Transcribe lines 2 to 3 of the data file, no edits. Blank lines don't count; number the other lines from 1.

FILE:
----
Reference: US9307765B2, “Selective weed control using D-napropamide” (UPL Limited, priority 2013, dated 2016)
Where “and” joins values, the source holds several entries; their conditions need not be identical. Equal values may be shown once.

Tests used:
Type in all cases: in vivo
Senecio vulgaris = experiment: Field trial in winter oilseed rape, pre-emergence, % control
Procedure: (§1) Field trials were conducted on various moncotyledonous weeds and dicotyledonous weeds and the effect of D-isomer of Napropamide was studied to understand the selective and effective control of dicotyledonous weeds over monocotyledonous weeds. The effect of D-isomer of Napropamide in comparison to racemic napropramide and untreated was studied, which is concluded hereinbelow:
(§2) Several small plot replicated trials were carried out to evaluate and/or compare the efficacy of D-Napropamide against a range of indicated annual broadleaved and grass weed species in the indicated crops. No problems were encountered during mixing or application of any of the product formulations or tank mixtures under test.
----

Where “and” joins values, the source holds several entries; their conditions need not be identical. Equal values may be shown once.

Tests used: